Let me be upfront about my goal: I’m trying to persuade you to be an alumni volunteer.
Yes, I know you’re busy. You’ve got work, family, friends—a life. And if you’re like a lot of K grads, people have noticed you are a pretty capable thinker and doer, and they’ve already drafted you into volunteer roles with half a dozen organizations.
So why take on another?
Because you miss K, and you love it.
Now let’s be adults about this—being a volunteer won’t make you 22 again, or bring back those days. And sliding down the hill in front of Stetson on a caf tray (or running down it in various states of dress) is not a good look for you, I promise. But that’s not what this is about.
What volunteering will do for you is pretty great. Things like:
• Giving you a way to pay it forward to the next generation, because other alumni did the same thing for you. If your experience was like mine—when you were confused about whether you should go to graduate school or needed to bounce ideas off someone with experience in an unfamiliar field—there was probably an alum who stepped up to the plate. For me, that was Bill Stoeri ’78, a lawyer practicing in Minneapolis who, besides giving me phenomenal life and career advice, even took me to a (very late) breakfast on the morning following my 21st birthday. If you had an alumni mentor like Bill, now you can be that person for a current student. If you didn’t, I can promise you from experience that mentorship matters.
• Providing you a way to give back to the college for the myriad fantastic experiences and opportunities to learn critical skills you use in your adult life. I learned things like leadership through LandSea, adaptability through study abroad, and writing and critical thinking from my history classes with Charlene Boyer Lewis.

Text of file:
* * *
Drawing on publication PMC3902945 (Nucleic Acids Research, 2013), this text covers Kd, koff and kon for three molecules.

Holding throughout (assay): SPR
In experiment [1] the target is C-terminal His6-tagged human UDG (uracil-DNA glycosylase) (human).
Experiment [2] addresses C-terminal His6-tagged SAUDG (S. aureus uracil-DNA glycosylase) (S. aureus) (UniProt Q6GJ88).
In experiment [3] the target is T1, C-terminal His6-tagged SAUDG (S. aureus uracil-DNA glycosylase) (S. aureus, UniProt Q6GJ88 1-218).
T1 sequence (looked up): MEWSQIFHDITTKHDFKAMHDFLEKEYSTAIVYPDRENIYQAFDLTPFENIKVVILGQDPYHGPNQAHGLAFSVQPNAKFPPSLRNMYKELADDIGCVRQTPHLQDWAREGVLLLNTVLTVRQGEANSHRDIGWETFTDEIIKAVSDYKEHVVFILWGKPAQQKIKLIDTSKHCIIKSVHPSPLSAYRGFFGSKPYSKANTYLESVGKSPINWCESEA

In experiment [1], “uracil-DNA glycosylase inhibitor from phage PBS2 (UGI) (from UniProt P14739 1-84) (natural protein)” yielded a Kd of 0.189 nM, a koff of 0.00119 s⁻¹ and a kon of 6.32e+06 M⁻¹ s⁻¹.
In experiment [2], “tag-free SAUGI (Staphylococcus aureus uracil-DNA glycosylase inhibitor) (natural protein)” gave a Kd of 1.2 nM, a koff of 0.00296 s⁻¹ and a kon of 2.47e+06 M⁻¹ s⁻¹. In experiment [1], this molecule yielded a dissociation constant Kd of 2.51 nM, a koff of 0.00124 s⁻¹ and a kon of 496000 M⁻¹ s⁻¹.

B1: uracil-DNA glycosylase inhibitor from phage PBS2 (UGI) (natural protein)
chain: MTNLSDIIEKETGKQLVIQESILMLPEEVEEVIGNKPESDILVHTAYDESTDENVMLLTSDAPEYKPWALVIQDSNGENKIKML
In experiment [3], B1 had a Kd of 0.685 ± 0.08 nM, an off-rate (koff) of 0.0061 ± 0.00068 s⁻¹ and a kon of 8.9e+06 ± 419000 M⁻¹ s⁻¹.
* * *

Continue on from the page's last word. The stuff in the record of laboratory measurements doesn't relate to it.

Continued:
• Connecting you to an amazing network. K alumni live all over the world and do all sorts of great things. (It’s the liberal arts, right?)
More than anything, though, volunteering is, simply, fun. Nearly every time I’ve sat on a Visit the Zoo panel, or talked with current students about finding internships, or hosted a Hornet Happy Hour for alumni, I’ve met amazing people with amazing ideas and passions. In the past few months alone, at various volunteer events, I have spoken with a prospective student who wanted to start a club on campus (ping pong), a fellow alum about a shared experience I can’t get enough of (study abroad in Aberdeen), and a current student about a dynamic career interest I want to help along (a student interested in human rights law and needing a connection at the ACLU).
If you’re anything like me, you’ll find that it’s a joy to be involved again—to know you’re joining forces with so many fantastic people to make a difference for this place you love. So do it for K, and for yourself—and start having fun!